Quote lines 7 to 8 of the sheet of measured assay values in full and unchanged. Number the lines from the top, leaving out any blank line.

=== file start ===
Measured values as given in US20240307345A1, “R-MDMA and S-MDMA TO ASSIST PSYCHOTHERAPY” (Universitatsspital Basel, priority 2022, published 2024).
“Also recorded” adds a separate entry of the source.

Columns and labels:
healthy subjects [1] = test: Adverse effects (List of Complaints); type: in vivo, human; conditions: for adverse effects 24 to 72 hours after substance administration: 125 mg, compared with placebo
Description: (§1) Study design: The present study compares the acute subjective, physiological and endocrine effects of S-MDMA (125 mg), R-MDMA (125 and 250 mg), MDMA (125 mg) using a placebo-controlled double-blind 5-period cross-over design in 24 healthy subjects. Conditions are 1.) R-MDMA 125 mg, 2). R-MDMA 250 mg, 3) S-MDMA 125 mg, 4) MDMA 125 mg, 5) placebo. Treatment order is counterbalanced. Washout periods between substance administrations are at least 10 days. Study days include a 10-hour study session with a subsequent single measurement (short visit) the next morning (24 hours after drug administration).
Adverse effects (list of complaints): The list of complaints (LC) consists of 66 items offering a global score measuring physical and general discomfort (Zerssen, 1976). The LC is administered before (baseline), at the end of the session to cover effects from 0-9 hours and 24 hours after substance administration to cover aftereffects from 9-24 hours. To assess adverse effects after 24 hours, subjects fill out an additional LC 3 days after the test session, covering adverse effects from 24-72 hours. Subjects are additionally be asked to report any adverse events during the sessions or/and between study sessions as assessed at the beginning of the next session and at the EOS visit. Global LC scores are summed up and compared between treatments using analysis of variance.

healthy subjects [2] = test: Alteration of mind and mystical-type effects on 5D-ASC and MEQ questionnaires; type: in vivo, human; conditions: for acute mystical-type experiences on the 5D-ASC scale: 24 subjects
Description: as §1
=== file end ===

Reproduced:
healthy subjects [2] = test: Alteration of mind and mystical-type effects on 5D-ASC and MEQ questionnaires; type: in vivo, human; conditions: for acute mystical-type experiences on the 5D-ASC scale: 24 subjects
Description: as §1